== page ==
A mathematical model is formulated and solved for the two-phase flow of a viscous drop or inviscid bubble in an immiscible, viscous surrounding fluid in the zero Reynold's number or Stokes flow limit. A surfactant that is present on the interface is also soluble in the exterior fluid, and the drop is deformed by an imposed linear flow. The geometry is two-dimensional and Cartesian.
The dissolved surfactant is considered in the physically realistic limit of large bulk Péclet number. That is, it convects and diffuses as a passive scalar in the bulk flow where the ratio of its convection to diffusion is large. The large bulk Péclet number limit presents a significant challenge for traditional numerical methods, since it implies that large gradients of bulk surfactant concentration can develop in a spatially narrow boundary or transition layer adjacent to the drop interface. The layer structure needs to be resolved accurately so that the bulk-interface surfactant exchange, surface surfactant concentration, and interfacial surface tension can be evaluated to determine the drop's dynamics and evolution.
To resolve this computational difficulty, the dynamics of the transition layer are modeled by a leading order singular perturbation reduction of the conservation law for dissolved surfactant that is derived in the large bulk Péclet number limit.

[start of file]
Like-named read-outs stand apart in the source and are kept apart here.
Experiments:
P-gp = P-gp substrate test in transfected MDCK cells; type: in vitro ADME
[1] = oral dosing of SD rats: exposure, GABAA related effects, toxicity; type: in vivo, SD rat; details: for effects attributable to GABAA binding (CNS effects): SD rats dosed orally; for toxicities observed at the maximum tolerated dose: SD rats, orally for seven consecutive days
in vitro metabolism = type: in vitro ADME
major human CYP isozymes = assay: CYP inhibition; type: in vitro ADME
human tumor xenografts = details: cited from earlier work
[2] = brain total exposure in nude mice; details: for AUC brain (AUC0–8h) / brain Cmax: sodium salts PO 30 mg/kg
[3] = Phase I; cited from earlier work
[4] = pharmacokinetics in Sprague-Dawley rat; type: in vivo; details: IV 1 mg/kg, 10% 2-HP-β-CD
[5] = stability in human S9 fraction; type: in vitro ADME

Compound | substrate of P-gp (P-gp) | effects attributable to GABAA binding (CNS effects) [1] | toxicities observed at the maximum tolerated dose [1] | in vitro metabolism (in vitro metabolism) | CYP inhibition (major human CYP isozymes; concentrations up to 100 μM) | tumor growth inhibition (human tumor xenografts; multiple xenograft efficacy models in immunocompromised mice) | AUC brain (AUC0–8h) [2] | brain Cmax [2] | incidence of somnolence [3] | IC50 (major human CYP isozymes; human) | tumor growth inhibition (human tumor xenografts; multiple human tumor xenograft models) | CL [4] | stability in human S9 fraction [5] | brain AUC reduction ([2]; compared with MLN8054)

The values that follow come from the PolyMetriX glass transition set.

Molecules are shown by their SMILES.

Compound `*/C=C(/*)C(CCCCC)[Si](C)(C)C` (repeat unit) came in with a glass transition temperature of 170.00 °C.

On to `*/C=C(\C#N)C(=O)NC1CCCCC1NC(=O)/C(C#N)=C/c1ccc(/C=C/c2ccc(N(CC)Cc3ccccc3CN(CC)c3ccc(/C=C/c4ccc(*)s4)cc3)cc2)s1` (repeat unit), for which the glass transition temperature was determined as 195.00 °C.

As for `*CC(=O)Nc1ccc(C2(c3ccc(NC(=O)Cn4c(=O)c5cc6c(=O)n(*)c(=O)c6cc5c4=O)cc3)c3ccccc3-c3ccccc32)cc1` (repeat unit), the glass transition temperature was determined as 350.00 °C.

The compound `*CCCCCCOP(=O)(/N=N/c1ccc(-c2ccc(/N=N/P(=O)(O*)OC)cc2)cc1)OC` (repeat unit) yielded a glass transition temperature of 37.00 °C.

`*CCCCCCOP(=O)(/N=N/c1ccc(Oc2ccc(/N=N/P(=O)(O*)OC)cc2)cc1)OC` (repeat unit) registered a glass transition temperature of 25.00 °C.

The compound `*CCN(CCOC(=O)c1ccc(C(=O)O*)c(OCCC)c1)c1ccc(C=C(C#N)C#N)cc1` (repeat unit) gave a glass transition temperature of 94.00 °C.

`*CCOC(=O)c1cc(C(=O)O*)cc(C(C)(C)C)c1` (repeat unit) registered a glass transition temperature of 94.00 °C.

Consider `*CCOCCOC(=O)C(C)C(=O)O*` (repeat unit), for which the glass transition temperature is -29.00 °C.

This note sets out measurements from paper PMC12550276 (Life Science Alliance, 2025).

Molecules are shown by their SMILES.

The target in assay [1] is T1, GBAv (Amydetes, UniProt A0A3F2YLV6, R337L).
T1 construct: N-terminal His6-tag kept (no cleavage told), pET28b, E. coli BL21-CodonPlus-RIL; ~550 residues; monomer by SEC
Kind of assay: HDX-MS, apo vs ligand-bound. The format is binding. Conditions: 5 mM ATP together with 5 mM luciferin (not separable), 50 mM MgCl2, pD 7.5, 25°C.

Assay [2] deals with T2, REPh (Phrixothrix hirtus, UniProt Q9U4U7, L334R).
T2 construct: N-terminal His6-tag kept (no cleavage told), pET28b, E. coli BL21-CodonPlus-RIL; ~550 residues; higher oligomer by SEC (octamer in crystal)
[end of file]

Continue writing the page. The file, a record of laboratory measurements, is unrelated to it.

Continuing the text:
Two versions of the boundary integral equation for two-phase Stokes flow are presented and used as an underlying fluid solver in the absence of surfactant effects. To evaluate the influence of soluble surfactant the boundary integral solver is coupled to the evolution of surface surfactant concentration and the transition layer equation. The transition layer equation is first solved by a mesh-based numerical method that has a spectrally accurate equal arc length frame for discretization of the interface and a second order time-step. Results of numerical simulations are presented for a range of different physical parameters. An analytical solution of the transition layer equation by a Green's function representation is also derived, which leads to a second, mesh-free algorithm. Numerical results of the mesh-based and mesh-free methods are compared.